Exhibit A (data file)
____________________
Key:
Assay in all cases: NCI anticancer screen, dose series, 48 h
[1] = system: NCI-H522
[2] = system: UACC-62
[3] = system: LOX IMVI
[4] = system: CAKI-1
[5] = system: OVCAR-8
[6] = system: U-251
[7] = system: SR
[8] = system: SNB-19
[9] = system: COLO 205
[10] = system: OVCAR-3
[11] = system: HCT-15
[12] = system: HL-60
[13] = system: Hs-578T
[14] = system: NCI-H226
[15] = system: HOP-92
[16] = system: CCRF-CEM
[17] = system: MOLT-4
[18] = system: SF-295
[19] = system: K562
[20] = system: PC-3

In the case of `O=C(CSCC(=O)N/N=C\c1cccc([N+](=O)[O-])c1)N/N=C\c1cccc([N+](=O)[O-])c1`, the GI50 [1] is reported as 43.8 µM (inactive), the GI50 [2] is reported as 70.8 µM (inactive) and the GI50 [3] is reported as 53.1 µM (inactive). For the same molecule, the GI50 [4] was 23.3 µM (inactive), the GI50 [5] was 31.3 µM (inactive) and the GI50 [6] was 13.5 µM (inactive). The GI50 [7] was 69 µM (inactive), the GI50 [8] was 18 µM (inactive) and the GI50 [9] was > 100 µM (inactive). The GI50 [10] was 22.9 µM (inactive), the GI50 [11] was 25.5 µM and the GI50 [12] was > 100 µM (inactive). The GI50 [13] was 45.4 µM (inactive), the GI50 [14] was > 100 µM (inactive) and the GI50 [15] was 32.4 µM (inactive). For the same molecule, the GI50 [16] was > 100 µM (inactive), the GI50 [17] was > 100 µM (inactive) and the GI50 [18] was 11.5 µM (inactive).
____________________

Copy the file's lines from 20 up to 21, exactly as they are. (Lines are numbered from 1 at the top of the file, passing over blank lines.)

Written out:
[18] = system: SF-295
[19] = system: K562